Saturday, February 24, 2018

Color Affects Sun Protection

May 1, 2013 by · Leave a Comment 

Screen Shot 2014-05-19 at 10.03.27 AMDid you know that sunscreen is only one of multiple ways you can protect your skin from the sun, and that the color of your clothing can actually be a factor in how much sun exposure you’re getting?  As skin cancer is the most common form of cancer in the U.S., boaters and others who enjoy time in the sun need to shield ourselves from its effects.

Albert Lefkovits, M.D., and Associate Professor of Dermatology at Mt. Sinai School of Medicine, has found numerous melanomas on the skin of boaters.  “The ears and the back of the neck are areas we often forget to apply sunscreen to, and for men with thinning hair, the scalp is especially susceptible to sun damage.  You have the reflection of solar radiation off the water as well as off all the white fiberglass,” says Lefkovits.  “You can tell boaters to wear long pants and long sleeves but if they’re uncomfortable, they’re not going to do it.”

The color of clothing boaters wear is also important to the doctor. “Bedouins in the desert always wear black,” he notes, “because it gives less reflection back on to the face.  But it also absorbs the light, making us warmer.”  Dark colors have been shown to actually protect skin, allowing less of the sun’s harmful rays to penetrate through the fabric.  Lighter colors allow the sun to pass right through, giving little or no protection to skin beneath.

Ultraviolet Protection Factors (UPF) is a measurement used in Australia that is now appearing on clothing in the U.S.  It’s similar to SPF (Sun Protection Factor), the rating system used for sunscreen products. UPF indicates how effectively fabrics shield skin from ultraviolet (UV) A and B rays; the higher the UPF number, the greater degree of protection a garment offers.

Scientists in Spain have found that the same cotton fabric dyed deep blue or red provides greater UV protection than shades of yellow, and according to the American Chemical Society, scientists using computer models have calculated and measured the UPF of fabrics dyed red, blue, and yellow shades. Fabrics with darker or more intense colors tended to allow less UV rays to pass through the fabric (also called absorption). Deep blue shades offered the highest absorption, while yellow shades offered the least.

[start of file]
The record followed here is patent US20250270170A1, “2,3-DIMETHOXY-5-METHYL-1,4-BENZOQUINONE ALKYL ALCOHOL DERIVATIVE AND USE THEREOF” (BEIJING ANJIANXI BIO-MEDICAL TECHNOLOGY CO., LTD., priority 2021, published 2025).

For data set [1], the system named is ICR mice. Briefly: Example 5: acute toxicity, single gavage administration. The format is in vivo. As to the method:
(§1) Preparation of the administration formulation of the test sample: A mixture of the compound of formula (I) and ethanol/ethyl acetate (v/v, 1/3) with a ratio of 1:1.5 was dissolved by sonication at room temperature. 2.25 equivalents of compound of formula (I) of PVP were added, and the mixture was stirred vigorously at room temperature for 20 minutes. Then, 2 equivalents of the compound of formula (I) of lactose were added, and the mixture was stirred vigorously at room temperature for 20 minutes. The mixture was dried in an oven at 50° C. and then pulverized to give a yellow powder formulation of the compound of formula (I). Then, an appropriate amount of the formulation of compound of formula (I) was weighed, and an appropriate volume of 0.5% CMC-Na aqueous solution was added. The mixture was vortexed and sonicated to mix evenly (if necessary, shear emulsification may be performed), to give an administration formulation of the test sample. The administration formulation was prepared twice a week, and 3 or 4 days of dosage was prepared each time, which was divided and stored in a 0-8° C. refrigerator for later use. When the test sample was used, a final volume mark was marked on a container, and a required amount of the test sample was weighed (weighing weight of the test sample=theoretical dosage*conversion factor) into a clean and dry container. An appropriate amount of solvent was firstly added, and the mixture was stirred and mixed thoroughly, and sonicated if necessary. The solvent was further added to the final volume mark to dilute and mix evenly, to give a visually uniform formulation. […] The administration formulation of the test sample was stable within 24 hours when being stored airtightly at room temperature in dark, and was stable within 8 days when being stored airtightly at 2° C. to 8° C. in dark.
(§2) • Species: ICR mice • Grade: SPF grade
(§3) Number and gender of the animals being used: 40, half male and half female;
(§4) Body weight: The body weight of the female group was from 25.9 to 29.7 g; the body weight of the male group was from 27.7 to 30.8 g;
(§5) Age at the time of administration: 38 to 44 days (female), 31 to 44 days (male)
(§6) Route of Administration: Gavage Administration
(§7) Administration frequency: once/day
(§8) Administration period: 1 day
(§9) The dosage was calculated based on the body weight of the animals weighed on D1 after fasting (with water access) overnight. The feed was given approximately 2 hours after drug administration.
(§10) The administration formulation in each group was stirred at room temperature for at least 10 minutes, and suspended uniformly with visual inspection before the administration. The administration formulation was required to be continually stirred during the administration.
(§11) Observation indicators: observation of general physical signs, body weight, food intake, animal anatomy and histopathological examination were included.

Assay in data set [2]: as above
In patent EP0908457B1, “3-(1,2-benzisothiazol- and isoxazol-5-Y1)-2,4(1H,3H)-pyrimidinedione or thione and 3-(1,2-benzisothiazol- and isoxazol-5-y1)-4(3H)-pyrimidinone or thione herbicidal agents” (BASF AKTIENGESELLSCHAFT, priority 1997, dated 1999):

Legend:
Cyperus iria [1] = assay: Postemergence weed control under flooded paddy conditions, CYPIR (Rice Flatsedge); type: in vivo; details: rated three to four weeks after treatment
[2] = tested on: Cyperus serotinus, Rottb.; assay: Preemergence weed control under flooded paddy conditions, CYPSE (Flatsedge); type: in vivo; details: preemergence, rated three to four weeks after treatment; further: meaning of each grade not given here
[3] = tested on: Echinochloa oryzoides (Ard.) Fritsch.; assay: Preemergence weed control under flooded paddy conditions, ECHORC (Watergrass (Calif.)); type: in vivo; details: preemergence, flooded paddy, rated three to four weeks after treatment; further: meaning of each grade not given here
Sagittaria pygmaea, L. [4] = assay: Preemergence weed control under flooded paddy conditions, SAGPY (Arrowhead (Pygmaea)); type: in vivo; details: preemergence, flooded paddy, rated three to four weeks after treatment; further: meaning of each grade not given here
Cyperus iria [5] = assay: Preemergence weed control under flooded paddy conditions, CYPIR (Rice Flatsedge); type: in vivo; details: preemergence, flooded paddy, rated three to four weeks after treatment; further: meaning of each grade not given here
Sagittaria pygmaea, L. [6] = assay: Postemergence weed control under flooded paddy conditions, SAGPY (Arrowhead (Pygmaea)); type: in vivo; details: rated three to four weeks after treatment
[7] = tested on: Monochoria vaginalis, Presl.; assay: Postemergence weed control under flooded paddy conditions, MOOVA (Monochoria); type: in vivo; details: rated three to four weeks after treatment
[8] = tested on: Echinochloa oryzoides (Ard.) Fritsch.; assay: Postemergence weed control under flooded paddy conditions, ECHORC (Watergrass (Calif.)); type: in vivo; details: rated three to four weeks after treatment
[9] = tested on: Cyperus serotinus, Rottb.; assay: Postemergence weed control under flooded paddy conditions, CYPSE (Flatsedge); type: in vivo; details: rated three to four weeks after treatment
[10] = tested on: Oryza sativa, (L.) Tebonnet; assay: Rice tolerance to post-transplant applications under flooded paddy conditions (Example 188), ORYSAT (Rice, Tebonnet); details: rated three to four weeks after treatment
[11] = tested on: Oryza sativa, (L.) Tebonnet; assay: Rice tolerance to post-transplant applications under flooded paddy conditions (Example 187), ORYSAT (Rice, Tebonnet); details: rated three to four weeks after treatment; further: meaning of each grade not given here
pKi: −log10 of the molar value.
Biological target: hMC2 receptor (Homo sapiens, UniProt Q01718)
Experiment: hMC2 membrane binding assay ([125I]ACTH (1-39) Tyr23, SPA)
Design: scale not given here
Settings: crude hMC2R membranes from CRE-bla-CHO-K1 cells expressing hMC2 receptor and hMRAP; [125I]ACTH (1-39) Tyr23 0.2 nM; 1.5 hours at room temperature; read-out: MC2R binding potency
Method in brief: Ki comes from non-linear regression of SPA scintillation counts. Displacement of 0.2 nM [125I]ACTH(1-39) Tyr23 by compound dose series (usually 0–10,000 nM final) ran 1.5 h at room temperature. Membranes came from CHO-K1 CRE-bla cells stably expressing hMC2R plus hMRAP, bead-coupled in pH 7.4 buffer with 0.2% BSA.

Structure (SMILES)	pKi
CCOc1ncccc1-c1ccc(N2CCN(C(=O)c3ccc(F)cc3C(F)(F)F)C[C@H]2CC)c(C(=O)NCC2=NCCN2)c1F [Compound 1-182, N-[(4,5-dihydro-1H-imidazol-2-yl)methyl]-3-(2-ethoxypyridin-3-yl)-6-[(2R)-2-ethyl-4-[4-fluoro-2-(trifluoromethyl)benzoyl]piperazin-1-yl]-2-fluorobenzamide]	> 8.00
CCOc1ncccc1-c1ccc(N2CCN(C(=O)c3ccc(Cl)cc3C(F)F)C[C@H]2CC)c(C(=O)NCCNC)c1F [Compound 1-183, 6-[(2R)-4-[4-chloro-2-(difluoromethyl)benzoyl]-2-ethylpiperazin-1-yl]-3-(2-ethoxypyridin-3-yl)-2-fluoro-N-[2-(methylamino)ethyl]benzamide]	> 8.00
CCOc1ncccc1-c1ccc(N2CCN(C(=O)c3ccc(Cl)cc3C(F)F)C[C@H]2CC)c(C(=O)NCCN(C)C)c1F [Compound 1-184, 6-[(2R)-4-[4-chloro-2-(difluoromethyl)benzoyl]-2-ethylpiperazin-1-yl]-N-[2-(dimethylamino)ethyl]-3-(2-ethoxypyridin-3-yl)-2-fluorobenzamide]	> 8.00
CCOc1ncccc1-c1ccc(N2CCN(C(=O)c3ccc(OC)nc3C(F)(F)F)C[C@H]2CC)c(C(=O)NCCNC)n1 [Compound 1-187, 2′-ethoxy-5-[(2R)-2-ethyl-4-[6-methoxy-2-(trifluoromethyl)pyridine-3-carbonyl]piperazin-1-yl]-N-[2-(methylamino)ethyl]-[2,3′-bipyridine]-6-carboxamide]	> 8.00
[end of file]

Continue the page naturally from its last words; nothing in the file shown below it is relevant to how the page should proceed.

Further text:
That white t-shirt you throw on over your swimsuit when you feel your skin burning provides only moderate protection, with an average UPF of 7 (it may be even less if it is lightweight and loosely woven as well as white). Common cotton tees and other light-weight fabrics, such as bathing suit materials, can allow 50% of harmful ultraviolet rays through to your skin when dry and up to 20% more when wet.  In contrast, a darker tee could have a UPF of 10-15, and a thicker dark fabric such as denim might measure 50.

According to the Federal Trade Commission, only clothes with a UPF of at least 15 may be labeled as sun-protective. There are four categories of UPF protection: 15 – 24 provides good UV protection, 25 -39 provides very good UV protection, 40 – 50 provides excellent protection, and 50+ is considered ultimate in sun protection.

Consumers should not just look for a UPF rating when judging the protective nature of clothing. According to the Skin Cancer Foundation, some clothes can protect your skin from the harmful rays of the sun if they are the correct weave, weight, or material, as well.

A challenge for sun protective clothing designers is how to combine comfort, style, and protection into one garment.  Some apparel companies offer more dark color options for tops, hats, bathing suits, cover-ups, and rash guards, while others add chemical UV absorbers or diffusers into their fabric manufacturing process.  Newer fabrics are also being designed for better ventilation.

Another new way to increase sun safety is with a laundry additive.  Sun Guard contains the sunscreen Tinosorb.  When added to a detergent, it increases the UPF of the clothing, and this protection lasts through 20 washings. Whether or not clothing purchased for its protection has an additive washed in, sun-protective clothing is known to lose its effectiveness once it becomes stretched out, laundered multiple times, or when wet.

A number of companies are now offering specially made sun protective clothing.  Check out,,,, and If you’d rather avoid paying premium prices for special clothing, start increasing your sun safety by simply thinking of blue and red, rather than white or yellow, when getting dressed to head out in the sun.  And heed Dr. Levkovits’ advice to his patients: stay under a boat’s canopy, apply sunscreen frequently, and wear a hat.

By Patricia Knap

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